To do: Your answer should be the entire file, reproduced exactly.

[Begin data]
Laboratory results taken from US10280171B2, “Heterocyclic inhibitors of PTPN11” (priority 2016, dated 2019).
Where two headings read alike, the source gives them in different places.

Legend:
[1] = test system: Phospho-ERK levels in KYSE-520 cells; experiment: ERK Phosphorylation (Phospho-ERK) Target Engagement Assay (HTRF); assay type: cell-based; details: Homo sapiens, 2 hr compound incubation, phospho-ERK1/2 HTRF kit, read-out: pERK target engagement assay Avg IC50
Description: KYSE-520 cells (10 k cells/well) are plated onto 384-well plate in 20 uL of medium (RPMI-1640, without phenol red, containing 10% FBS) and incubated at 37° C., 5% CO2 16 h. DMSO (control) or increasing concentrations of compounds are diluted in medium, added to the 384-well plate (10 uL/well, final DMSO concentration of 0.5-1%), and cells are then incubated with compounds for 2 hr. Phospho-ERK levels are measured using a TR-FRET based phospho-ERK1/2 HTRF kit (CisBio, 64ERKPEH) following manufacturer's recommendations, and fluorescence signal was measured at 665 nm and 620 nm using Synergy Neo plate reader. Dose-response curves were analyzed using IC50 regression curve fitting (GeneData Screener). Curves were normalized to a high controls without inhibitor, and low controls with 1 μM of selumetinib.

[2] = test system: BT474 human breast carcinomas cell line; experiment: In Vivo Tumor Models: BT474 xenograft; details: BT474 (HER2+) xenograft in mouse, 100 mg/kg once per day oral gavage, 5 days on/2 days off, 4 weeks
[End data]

Laboratory results taken from US10280171B2, “Heterocyclic inhibitors of PTPN11” (priority 2016, dated 2019).
Where two headings read alike, the source gives them in different places.

Legend:
[1] = test system: Phospho-ERK levels in KYSE-520 cells; experiment: ERK Phosphorylation (Phospho-ERK) Target Engagement Assay (HTRF); assay type: cell-based; details: Homo sapiens, 2 hr compound incubation, phospho-ERK1/2 HTRF kit, read-out: pERK target engagement assay Avg IC50
Description: KYSE-520 cells (10 k cells/well) are plated onto 384-well plate in 20 uL of medium (RPMI-1640, without phenol red, containing 10% FBS) and incubated at 37° C., 5% CO2 16 h. DMSO (control) or increasing concentrations of compounds are diluted in medium, added to the 384-well plate (10 uL/well, final DMSO concentration of 0.5-1%), and cells are then incubated with compounds for 2 hr. Phospho-ERK levels are measured using a TR-FRET based phospho-ERK1/2 HTRF kit (CisBio, 64ERKPEH) following manufacturer's recommendations, and fluorescence signal was measured at 665 nm and 620 nm using Synergy Neo plate reader. Dose-response curves were analyzed using IC50 regression curve fitting (GeneData Screener). Curves were normalized to a high controls without inhibitor, and low controls with 1 μM of selumetinib.

[2] = test system: BT474 human breast carcinomas cell line; experiment: In Vivo Tumor Models: BT474 xenograft; details: BT474 (HER2+) xenograft in mouse, 100 mg/kg once per day oral gavage, 5 days on/2 days off, 4 weeks